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UA CITED IN GUIDE TO MILITARY FRIENDLY COLLEGES, UNIVERSITIES

The 2014 Guide to Military Friendly Colleges & Universities, part of the Military Advanced Education magazine, has named UA one of its top schools. The listing honors programs offered by UA’s Office for Veteran and Military Affairs. Among the attributes considered in evaluating this year’s institution for inclusion in the guide are the flexibility of online learning options, extent of transfer credits accepted by degree level, on-campus ROTC, on-campus active duty or veteran assistance, the support provided to the families of service members, and full-time counselors trained in veteran-specific mental health concerns. UA’s Office for Veteran and Military Affairs provides resources, including scholar-ship assistance, to all veterans, service members, dependents and survivors from application process to UA to graduation.

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UA’S GRADUATE PARENT SUPPORT PROGRAM WON LEADERSHIP AWARD

The American Council on Education has named UA’s Graduate Parent Support program as the 2014 recipient of its State Network Leadership Award for the Advancement of Women in Higher Education. The ACE State Network Leadership Award recognizes an outstanding and innovative program that is sponsored by an ACE State Network or by a college or university that has helped advance or support women or women’s issues in higher education. UA’s Graduate School launched the support program in 2009. The program provides graduate students who have children with an innovative and accessible academic, social and emotional support system. Perdue also serves as the director of the Undergraduate Parent Support program.

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UA, AUBURN COLLABORATED ON ‘HOUSE UNITED’ HABITAT PROJECT

Ten UA students and faculty joined with counterparts at Auburn University for the third “House United” project sponsored by the Alabama Association of Habitat for Humanity Affiliates, the Lee County Habitat for Humanity and Geordan Communities. The project was in Opelika. The students worked alongside professional builders from Geordan Communities. This company and its subcontractors have donated materials and labor for the past two years, helping a family get into their own new home for Christmas. The project is intended to provide housing for a family in need before Christmas. Ten members of the Auburn community joined the 10 students and faculty from UA.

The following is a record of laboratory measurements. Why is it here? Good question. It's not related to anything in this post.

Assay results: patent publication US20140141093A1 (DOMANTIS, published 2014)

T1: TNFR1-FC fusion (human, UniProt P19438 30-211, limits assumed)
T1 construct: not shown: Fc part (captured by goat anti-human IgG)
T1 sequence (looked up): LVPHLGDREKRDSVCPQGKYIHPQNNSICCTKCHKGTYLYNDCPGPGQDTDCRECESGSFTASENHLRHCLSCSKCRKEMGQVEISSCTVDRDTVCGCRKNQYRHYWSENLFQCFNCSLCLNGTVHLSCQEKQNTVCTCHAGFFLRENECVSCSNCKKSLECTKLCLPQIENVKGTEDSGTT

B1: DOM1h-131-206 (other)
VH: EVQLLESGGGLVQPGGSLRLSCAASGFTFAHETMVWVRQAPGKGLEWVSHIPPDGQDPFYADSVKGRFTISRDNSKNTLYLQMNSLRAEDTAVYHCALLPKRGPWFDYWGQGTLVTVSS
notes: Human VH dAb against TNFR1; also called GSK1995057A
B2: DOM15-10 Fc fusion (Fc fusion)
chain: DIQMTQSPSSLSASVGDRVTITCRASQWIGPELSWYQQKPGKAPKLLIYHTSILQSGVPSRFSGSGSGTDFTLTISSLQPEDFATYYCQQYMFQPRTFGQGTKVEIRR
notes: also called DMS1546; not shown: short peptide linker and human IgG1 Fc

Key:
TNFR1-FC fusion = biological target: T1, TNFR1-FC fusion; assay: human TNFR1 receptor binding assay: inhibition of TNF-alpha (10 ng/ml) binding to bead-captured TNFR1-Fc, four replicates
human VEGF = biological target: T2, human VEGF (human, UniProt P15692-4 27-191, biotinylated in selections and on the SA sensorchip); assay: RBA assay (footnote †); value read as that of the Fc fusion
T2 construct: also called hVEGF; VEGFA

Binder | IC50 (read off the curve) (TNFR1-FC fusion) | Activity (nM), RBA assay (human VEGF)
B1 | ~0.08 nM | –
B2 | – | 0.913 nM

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UA’S UNIVERSITY MEDICAL CENTER HAS SECOND LOCATION

The University Medical Center, operated by UA, now has a second location. Dr. Jennifer Clem has joined University Medical Center-Warrior Family Medicine and is accepting new patients. Clem is an assistant professor in the department of family medicine at UA’s College of Community Health Sciences, where she instructs resident physicians in the Family Medicine Residency. The college also functions as a regional campus of the UA School of Medicine. University Medical Center-Warrior Family Medicine was formed last year after Dr. H. Joseph Fritz and his practice, Warrior Family Practice, joined the College. Fritz, who has been in private practice in Tuscaloosa since 1978, continues to see patients at University Medical Center-Warrior Family Medicine.

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NEW ASSOCIATE VICE PRESIDENT FOR ADVANCEMENT AT UA NAMED

Keith Gaskin has been named associate vice president for advancement at UA. His appointment was effective February 3. Gaskin comes to UA from Mississippi State University where he served as senior director of development since 2005. He joined Mississippi State in 1995 as a development officer and was promoted to director of development in 1997 and held that position until 2004. He served as vice president for development for Palmer Home for Children in Columbus, MS, from 2004-2005. Gaskin earned his bachelor’s degree in journalism at the University of Southern Mississippi in 1987 and his master’s degree in public policy and administration at Mississippi State in 2000. He is completing his doctorate in community college leadership at Mississippi State. He has also attended leadership programs at Harvard and Rhodes College.

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NEW EXECUTIVE DIRECTOR APPOINTED FOR UA-HOUSED ADAP

James A. Tucker has been selected as the new executive director of the Alabama Disabilities Advocacy Program, housed at UA. Prior to this appointment, Tucker served as ADAP’s litigation director for 15 years. During the last six years, he served concurrently as the agency’s associate director. Tucker received his undergraduate degree from UA in 1982. He studied law at Emory University, graduating in 1986. ADAP is part of the nationwide federally mandated protection and advocacy (P&A) system. ADAP provides legal advocacy services to Alabamians with disabilities to protect, promote and expand their rights. ADAP’s vision is one of a society where persons with disabilities are valued and exercise self-determination through meaningful choices and have equality of opportunity.